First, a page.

Etymology
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blast-off (n.)
"initial burst of energy that launches a rocket into space," 1950, from blast (v.) + off (adv.).
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off-Broadway (adj.)

1953 in reference to experimental theater productions in New York City, from off (prep.) + Broadway. Even more experimental off-off-Broadway is attested by 1958.

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off-load (v.)

"unload, relieve oneself of," 1850, from off (adv.) + load (v.). Originally South African, on the model of Dutch afladen.

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off-peak (adj.)

"that is not at the maximum," 1906, originally in reference to electrical systems, from off- (adj.) (see off (prep.)) + peak (n.).

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show-off (n.)
1776, "a display;" see show (v.) + off (adv.). From 1801 as "a deliberate and ostentatious display;" in reference to the person who makes such a display, attested from 1924. The verbal phrase is first recorded 1793 as "make a conspicuous and obvious display." Noun showing-off is from 1874.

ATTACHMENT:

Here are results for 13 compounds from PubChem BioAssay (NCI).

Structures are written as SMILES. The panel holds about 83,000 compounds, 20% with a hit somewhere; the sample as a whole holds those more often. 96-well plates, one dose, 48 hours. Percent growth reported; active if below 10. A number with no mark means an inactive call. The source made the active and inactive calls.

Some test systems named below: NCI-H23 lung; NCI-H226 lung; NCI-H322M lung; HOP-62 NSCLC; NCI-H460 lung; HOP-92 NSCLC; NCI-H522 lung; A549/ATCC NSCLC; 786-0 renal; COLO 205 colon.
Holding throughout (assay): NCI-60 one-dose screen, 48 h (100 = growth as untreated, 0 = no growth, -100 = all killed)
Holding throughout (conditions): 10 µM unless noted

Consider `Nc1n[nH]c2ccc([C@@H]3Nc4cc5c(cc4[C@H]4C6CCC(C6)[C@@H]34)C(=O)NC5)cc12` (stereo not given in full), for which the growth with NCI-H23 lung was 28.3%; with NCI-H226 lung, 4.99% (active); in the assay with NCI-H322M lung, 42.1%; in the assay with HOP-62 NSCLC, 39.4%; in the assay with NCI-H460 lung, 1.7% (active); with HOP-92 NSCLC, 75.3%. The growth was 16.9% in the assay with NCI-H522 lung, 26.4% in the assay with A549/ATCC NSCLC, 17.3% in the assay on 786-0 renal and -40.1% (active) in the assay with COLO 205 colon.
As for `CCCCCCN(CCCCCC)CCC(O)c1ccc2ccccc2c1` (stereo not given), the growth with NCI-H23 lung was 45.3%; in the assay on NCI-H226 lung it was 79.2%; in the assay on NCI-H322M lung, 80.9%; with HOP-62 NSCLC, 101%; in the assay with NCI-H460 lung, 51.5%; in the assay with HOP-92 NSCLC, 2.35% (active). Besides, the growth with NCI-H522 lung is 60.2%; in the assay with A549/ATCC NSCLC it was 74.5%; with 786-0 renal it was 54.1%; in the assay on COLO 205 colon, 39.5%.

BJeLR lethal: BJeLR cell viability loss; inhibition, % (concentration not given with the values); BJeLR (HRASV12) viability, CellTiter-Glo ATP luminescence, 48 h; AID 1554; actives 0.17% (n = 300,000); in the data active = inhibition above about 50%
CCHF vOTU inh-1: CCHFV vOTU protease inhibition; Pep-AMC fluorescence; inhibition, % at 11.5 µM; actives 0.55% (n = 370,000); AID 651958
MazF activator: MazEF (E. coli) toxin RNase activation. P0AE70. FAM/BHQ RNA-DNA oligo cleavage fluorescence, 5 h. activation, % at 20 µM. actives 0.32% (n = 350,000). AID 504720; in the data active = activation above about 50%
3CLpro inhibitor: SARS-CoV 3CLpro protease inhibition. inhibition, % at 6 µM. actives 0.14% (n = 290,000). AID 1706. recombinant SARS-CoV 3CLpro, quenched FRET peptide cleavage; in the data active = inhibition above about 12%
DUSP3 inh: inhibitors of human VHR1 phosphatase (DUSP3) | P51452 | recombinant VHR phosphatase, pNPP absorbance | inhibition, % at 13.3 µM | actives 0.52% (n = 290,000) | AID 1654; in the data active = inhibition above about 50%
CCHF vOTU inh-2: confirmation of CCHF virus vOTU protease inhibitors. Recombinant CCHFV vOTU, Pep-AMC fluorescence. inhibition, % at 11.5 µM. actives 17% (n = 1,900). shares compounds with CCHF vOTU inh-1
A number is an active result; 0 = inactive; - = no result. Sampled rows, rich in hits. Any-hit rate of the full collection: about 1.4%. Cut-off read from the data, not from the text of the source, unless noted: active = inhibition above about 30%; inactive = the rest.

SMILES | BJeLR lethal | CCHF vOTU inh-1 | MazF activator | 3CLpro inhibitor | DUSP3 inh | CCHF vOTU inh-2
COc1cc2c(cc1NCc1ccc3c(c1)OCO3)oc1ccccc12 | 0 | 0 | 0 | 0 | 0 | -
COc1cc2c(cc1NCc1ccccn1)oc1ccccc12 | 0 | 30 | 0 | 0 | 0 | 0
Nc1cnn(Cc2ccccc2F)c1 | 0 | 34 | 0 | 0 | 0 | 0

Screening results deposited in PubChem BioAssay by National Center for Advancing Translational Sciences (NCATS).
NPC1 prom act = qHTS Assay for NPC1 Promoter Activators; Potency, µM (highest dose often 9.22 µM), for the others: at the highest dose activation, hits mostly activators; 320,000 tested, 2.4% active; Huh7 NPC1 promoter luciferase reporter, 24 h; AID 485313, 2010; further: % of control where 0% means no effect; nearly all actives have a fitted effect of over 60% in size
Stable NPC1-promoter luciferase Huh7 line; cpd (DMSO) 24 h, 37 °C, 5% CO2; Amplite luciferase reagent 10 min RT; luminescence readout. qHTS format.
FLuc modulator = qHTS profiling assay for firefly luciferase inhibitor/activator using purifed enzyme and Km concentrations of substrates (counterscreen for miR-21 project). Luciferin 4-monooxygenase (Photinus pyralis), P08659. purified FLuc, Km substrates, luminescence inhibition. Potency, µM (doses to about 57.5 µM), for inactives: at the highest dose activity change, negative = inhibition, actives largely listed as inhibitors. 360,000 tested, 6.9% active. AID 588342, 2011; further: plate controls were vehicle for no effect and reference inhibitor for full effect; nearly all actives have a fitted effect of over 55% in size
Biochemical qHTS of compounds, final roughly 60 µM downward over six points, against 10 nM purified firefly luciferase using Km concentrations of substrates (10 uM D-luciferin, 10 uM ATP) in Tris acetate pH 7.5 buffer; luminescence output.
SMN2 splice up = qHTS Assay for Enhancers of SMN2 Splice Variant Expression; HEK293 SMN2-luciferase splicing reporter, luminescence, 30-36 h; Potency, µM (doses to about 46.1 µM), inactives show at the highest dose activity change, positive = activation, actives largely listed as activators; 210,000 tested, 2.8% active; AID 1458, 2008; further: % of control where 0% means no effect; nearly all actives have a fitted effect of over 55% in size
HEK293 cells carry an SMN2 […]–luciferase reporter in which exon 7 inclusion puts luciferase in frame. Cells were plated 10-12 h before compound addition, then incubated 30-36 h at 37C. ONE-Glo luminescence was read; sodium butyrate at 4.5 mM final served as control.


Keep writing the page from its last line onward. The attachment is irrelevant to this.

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one-off (n.)

"single example of a manufactured product," by 1927, from one + off. Later given figurative extension.

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hands-off (adj.)
by 1895, from verbal phrase; see hand (n.) + off (adv.). Hands off! as a command to desist is by 1810.
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off-putting (adj.)

1570s, "procrastinating," from the verbal phrase; see off (adv.) + put (v.). Meaning "creating an unfavorable impression" is attested by 1894. To put off is attested from late 14c. as "defer, postpone, delay;" 1560s as "dismiss by an evasion;" 1610s as "divert from one's purpose." As a noun, put-off in the sense of "an excuse for evasion or delay" is attested from 1540s.

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stand-off (n.)
also stand-off, 1843, "draw, tie," from the verbal phrase (c. 1600), from stand (v.) + off (adv.). Mexican stand-off "stalemate" is recorded from 1891.
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off-shore (adv., adj.)

also offshore, 1720, "in a direction away from the shore," from off (prep.) + shore (n.). As an adjective in 19c., "carried on more than three miles from shore." American English use for "other than the U.S." is from 1948 and the Marshall Plan.

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